WASHINGTON — US commandos were working alongside Kurdish forces at an outpost in eastern Syria last year when they were attacked by columns of Syrian government tanks and hundreds of troops, including Russian mercenaries. In the next hours, the Americans threw the Pentagon’s arsenal at them, including B-52s. The attack was stopped.
That operation, in the middle of the US-led campaign against the Islamic State group in Syria, showed the extent to which the US military was willing to protect the Syrian Kurds, its main ally on the ground.
But now, with the White House revoking protection for these fighters, some of the Special Forces officers who battled alongside the Kurds say they feel deep remorse at orders to abandon their allies.
“They trusted us and we broke that trust,” one Army officer who has worked alongside the Kurds in northern Syria said last week in a telephone interview. “It’s a stain on the American conscience.”
“I’m ashamed,” said another officer who had also served in northern Syria. Both officers spoke on the condition of anonymity to avoid reprisals from their chains of command.
Later Sunday, the Kurds and the Syrian government announced an alliance.
And the response from the Kurds themselves was just as stark. “The worst thing in military logic and comrades in the trench is betrayal,” said Shervan Darwish, an official allied with the Kurdish-led Syrian Democratic Forces.
The next flurry of orders from Washington, some fear, could pull US troops out of Syria altogether. Defense Secretary Mark T. Esper said Sunday that roughly 1,000 US troops in northeastern Syria would conduct a “deliberate withdrawal,” at least farther south — and possibly out of the country entirely in the coming days and weeks.
The defense secretary’s statement came after comments Friday pushing back on complaints that the United States was betraying allies in Syria — “We have not abandoned the Kurds” — even as he acknowledged that his Turkish counterpart had ignored his plea to stop the offensive.
Army Special Forces soldiers — mostly members of the Third Special Forces Group — moved last week to consolidate their positions in the confines of their outposts miles away from the Syrian border, a quiet withdrawal that all but confirmed the United States’ capitulation to the Turkish military’s offensive to clear Kurdish-held areas of northern Syria.
But as the Americans pulled back, the Kurds moved north to try to reinforce their comrades fighting the offensive. The US soldiers could only watch from their sandbag-lined walls. Orders from Washington were simple: Hands off. Let the Kurds fight for themselves.
The orders contradicted the US military’s strategy in Syria over the last four years, especially when it came to the Kurdish fighters, known as the YPG, who were integral to routing the Islamic State group from northeastern Syria. The Kurds had fought in Manbij, Raqqa, and deep into the Euphrates River Valley, hunting the last Islamic State fighters in the group’s now defunct physical caliphate. But the Syrian Democratic Forces, or SDF, as the Kurdish and their allied Arab fighters on the ground are called, are being left behind.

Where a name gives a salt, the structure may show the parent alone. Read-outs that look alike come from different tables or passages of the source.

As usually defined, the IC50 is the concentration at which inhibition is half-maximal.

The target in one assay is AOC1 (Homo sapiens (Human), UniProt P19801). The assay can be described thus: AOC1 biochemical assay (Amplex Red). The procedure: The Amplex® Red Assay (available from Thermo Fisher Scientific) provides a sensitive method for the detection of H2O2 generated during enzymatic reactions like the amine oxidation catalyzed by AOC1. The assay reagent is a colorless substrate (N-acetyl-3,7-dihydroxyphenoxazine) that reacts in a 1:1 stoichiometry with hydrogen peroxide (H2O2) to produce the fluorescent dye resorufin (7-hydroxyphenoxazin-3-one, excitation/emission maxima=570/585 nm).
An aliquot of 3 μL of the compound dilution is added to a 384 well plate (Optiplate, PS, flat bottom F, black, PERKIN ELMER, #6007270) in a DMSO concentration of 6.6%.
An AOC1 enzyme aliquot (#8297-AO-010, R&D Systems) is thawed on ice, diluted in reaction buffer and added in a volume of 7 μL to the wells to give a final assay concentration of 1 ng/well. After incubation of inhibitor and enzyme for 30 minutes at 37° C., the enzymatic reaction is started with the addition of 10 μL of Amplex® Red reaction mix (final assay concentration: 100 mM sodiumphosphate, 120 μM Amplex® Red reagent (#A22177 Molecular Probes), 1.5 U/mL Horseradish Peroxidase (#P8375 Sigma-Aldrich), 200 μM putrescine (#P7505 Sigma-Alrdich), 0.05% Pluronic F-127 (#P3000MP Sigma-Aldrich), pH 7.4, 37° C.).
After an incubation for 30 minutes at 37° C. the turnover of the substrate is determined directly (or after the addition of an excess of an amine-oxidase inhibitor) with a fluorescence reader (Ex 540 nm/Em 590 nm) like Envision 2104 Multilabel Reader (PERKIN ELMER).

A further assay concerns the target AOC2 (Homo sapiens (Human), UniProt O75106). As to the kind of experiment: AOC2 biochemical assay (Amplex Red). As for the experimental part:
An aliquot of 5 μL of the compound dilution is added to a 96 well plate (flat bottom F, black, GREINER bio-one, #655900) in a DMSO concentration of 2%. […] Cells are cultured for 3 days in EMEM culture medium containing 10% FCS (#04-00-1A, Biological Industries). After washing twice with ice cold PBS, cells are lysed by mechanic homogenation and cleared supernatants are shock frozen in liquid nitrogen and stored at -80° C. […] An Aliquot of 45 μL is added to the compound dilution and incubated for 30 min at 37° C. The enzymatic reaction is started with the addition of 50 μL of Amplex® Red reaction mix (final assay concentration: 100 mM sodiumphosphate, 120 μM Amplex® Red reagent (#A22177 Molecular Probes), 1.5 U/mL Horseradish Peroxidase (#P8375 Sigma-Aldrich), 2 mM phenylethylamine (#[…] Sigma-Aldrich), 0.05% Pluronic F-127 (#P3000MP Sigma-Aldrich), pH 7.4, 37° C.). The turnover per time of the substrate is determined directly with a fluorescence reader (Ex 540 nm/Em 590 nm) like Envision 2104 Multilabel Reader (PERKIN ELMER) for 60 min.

US Special Forces and other troops had built close ties with their Kurdish allies, living on the same dusty compounds, sharing meals and common dangers. They fought side by side and helped evacuate Kurdish dead and wounded from the battlefield.
“When they mourn, we mourn with them,” General Joseph L. Votel, a former head of the military’s Central Command, said Thursday at the Middle East Institute.
SDF commanders had worked side by side with US military officers in a joint command center in a defunct cement factory near the northern Syrian town of Kobani, where they discussed strategy and planned future operations.
The battle of Kobani that began in 2014 gave birth to the United States’ ties to the Kurds in northeastern Syria. ISIS fighters, armed with heavy American-made artillery captured from retreating Iraqi army units, surrounded Kobani, a Kurdish city.
The United States carried out airstrikes against advancing ISIS militants, and its military aircraft dropped ammunition, small arms, and medical supplies to replenish the Kurdish combatants.
That aid helped turn the tide, and the Kurds defeated ISIS. US commanders realized they had discovered a valuable ally in the fight against the terrorist group.
Thousands of SDF fighters received training from the United States in battlefield tactics, reconnaissance, and first aid. Reconnaissance teams learned to identify Islamic State locations and transmit them to the command center for the US-led military coalition to plan airstrikes.
Visitors to front-line SDF positions often saw Syrian officers with iPads and laptops they used to communicate information to their US colleagues.
“For the last two years, the coordination was pretty deep,” said Mutlu Civiroglu, a Washington-based Kurdish affairs analyst who has spent time in northeastern Syria. “The mutual trust was very high, the mutual confidence, because this collaboration brought enormous results.”
“They completed each other,” he said of the SDF and US-led coalition. “The coalition didn’t have boots on the ground, and fighters didn’t have air support, so they needed each other.”